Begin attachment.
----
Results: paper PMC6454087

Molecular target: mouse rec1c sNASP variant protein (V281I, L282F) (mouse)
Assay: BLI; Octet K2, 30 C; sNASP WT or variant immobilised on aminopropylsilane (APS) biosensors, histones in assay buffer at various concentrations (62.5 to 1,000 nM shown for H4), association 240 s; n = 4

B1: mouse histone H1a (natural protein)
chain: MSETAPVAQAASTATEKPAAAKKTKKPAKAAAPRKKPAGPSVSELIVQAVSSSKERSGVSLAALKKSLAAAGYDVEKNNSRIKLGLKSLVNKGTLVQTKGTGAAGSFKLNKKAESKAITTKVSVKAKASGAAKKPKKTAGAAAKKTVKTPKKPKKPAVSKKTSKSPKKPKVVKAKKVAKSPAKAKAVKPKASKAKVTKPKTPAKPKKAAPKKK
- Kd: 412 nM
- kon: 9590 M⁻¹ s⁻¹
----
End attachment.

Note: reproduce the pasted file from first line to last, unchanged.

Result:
Results: paper PMC6454087

Molecular target: mouse rec1c sNASP variant protein (V281I, L282F) (mouse)
Assay: BLI; Octet K2, 30 C; sNASP WT or variant immobilised on aminopropylsilane (APS) biosensors, histones in assay buffer at various concentrations (62.5 to 1,000 nM shown for H4), association 240 s; n = 4

B1: mouse histone H1a (natural protein)
chain: MSETAPVAQAASTATEKPAAAKKTKKPAKAAAPRKKPAGPSVSELIVQAVSSSKERSGVSLAALKKSLAAAGYDVEKNNSRIKLGLKSLVNKGTLVQTKGTGAAGSFKLNKKAESKAITTKVSVKAKASGAAKKPKKTAGAAAKKTVKTPKKPKKPAVSKKTSKSPKKPKVVKAKKVAKSPAKAKAVKPKASKAKVTKPKTPAKPKKAAPKKK
- Kd: 412 nM
- kon: 9590 M⁻¹ s⁻¹